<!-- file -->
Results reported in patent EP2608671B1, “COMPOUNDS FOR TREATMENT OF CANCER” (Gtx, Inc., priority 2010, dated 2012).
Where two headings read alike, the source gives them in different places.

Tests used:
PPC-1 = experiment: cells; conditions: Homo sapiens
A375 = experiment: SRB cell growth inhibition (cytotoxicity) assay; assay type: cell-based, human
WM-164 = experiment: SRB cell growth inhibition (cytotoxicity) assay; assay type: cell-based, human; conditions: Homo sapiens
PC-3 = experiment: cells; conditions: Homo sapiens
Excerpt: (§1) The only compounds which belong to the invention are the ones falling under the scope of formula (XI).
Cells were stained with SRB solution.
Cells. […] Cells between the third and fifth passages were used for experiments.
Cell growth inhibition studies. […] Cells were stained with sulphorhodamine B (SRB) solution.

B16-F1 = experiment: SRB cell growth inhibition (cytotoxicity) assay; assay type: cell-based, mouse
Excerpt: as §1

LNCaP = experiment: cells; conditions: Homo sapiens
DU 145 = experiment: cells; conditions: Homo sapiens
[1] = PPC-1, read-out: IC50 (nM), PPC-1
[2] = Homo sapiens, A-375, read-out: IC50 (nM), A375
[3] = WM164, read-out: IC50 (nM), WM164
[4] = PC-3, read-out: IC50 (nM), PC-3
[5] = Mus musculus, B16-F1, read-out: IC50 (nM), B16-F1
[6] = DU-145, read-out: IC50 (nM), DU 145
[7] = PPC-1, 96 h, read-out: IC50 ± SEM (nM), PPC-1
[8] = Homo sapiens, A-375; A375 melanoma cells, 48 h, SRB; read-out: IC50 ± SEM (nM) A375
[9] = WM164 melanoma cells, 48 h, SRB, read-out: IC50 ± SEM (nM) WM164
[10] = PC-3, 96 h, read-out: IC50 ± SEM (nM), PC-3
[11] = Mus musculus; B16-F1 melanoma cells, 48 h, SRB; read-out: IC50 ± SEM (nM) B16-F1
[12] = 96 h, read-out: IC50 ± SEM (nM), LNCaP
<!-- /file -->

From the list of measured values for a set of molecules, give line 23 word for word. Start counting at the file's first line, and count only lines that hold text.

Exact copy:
[8] = Homo sapiens, A-375; A375 melanoma cells, 48 h, SRB; read-out: IC50 ± SEM (nM) A375